Protesters confront Pa. mayor, police about video of officer allegedly kneeling on man’s neck

The protesters knocked repeatedly on the doors and windows of the precinct while others blocked the street out front


By Kayla Dwyer
The Morning Call

ALLENTOWN, Pa. — A large group gathered Saturday night in downtown Allentown to demand answers from the Allentown Police Department and Mayor Ray O’Connell about a video taken earlier in the day that showed an officer pressing his knee into a man’s neck during an arrest.

A video circulated Saturday night on social media showing officers arresting a man outside St. Luke’s Hospital-Sacred Heart on West Chew Street in Allentown.

Allentown police Chief Glenn Granitz came to the scene of the protest. (Photo/Kayla Dwyer/Allentown Morning Call/TNS)
Allentown police Chief Glenn Granitz came to the scene of the protest. (Photo/Kayla Dwyer/Allentown Morning Call/TNS)

The video, less than 30 seconds long and taken from an unknown person’s car, shows three officers arresting the man. One of the officers appears to put his shoulder and elbow on the man’s back before pressing his knee on his neck.

Both O’Connell and Allentown police Chief Glenn Granitz Jr. showed up to the protest to answer questions and acknowledged they had seen the video. Granitz said there will be an investigation.

Speaking to some of the protesters Saturday night, O’Connell called the video “disturbing,” but said, “I think we need to gather all the facts and information before we go forward.”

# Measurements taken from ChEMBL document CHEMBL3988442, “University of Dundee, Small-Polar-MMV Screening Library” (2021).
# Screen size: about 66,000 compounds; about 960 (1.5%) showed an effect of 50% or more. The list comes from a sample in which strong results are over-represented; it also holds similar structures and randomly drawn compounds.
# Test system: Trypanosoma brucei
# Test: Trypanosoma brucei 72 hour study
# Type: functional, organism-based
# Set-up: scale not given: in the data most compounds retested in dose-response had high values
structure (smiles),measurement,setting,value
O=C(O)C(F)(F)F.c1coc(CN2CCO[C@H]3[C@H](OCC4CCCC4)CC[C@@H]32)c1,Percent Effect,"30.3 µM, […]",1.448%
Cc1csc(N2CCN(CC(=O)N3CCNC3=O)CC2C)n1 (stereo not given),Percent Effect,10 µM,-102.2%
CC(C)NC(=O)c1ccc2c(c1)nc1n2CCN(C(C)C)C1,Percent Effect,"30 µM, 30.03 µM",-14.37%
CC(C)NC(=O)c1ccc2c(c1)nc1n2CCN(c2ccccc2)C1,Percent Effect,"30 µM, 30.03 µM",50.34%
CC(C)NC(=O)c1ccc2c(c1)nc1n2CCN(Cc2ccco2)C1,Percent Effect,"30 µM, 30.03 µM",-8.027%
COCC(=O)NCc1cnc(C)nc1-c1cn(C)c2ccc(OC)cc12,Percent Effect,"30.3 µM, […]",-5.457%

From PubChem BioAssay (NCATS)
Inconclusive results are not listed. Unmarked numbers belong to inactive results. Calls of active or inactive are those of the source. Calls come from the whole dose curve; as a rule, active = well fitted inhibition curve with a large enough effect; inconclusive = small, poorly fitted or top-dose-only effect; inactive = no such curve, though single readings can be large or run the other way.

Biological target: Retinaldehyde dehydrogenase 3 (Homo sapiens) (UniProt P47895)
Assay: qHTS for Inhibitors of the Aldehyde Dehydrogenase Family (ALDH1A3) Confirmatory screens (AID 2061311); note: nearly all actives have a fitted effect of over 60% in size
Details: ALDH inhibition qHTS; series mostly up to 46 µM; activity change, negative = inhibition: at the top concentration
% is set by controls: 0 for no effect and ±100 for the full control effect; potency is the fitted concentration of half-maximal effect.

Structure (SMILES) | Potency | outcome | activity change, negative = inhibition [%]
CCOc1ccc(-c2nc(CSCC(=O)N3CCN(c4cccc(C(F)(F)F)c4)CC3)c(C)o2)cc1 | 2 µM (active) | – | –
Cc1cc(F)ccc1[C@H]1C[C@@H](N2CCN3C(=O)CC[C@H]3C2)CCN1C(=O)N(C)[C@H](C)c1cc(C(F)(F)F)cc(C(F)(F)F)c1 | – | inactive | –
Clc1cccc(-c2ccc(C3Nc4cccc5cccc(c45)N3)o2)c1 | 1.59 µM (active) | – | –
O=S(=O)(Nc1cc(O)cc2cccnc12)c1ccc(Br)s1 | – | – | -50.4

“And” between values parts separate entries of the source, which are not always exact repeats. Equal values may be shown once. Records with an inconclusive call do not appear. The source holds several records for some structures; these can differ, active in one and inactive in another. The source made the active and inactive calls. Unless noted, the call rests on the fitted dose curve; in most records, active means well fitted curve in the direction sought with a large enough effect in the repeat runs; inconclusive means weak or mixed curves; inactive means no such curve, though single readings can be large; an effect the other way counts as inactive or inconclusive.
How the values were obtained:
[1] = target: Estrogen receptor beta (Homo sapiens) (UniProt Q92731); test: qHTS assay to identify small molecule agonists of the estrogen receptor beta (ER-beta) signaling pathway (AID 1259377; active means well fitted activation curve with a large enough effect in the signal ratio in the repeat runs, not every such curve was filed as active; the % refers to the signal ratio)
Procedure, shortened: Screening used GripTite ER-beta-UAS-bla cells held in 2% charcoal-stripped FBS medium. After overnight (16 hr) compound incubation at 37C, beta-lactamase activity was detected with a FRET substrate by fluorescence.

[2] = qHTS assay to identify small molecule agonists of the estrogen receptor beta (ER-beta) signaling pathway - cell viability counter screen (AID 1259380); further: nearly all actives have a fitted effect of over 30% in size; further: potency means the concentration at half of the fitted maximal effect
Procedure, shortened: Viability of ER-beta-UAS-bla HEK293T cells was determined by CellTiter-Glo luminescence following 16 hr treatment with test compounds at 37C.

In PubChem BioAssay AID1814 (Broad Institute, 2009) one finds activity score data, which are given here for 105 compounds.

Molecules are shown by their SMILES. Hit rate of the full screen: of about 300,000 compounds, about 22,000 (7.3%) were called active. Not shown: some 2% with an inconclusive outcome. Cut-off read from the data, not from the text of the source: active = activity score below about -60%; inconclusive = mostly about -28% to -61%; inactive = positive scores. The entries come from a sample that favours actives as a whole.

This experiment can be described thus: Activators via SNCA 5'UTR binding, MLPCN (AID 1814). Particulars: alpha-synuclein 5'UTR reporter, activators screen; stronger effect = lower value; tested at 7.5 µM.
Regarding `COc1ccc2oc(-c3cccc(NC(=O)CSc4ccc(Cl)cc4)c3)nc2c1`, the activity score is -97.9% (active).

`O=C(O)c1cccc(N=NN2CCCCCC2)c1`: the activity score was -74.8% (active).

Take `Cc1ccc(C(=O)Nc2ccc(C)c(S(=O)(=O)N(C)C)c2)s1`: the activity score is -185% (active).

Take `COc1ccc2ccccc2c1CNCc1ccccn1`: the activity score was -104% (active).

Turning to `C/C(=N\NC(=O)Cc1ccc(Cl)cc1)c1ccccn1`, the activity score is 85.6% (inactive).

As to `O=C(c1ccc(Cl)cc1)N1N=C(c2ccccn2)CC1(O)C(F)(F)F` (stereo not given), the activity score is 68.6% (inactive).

The group first gathered at Seventh and Hamilton streets around 11 p.m. Saturday, after Hasshan Batts, executive director of Promise Neighborhoods of the Lehigh Valley, issued a call to action in a live Facebook video.

“Where are we going to make it loud and clear that this is not OK?,” he said, en route to the meeting spot. “If this is not OK to you, meet me on Seventh and Hamilton, right now.”

They then marched to the police precinct at 10th and Hamilton, with chants such as “Say his name, George Floyd,” the Minneapolis man who was killed in May after an officer knelt for nearly nine minutes on his neck.

Some knocked repeatedly on the doors and windows of the precinct while others blocked the street out front, continuing chants like “Hands up, don’t shoot.”

Some also made phone calls to the precinct and to the mayor.

O’Connell arrived shortly before midnight, and Granitz soon after.

Protesters asked for the name of the officer who pressed his knee against the man and asked Granitz for his response to what he saw in the video.

“As a human being, a knee on the neck, is that OK?” asked Maegan Llerena, director of Make the Road Pennsylvania.

“We’re going to take a look at it. We’re going to go through everything. And we’re going to give you an update as soon as we can,” Granitz responded.

“I don’t have a 24-hour, 48-hour time table for you,” Granitz said when a resident asked how long an investigation would take.

The protest ended around 12:30 a.m. Batts took to the megaphone to urge a peaceful dispersal, saying two point people would be following up with police.

Granitz could not give many details about the video Saturday night.

“I just got here, and I’m here to look at it,” he told protesters gathered in a circle around him. “I’ve seen a short clip.”

“Just be on the right side of this,” a protester said to him.

“I will be on the right side of it, whatever it is,” Granitz responded.

McClatchy-Tribune News Service

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